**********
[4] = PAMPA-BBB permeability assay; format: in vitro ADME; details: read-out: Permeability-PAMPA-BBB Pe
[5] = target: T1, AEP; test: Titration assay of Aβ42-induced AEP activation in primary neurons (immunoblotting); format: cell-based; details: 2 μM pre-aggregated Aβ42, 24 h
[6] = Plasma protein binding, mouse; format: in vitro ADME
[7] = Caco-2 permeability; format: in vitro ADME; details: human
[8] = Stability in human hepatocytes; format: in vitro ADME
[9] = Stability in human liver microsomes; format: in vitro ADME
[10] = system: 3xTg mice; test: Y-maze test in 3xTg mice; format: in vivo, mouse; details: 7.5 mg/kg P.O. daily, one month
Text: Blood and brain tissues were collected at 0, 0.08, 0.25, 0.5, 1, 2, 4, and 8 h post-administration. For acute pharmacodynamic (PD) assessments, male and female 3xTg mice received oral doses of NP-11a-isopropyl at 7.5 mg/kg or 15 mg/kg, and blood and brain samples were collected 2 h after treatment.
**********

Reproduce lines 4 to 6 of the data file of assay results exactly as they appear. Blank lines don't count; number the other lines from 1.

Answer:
[7] = Caco-2 permeability; format: in vitro ADME; details: human
[8] = Stability in human hepatocytes; format: in vitro ADME
[9] = Stability in human liver microsomes; format: in vitro ADME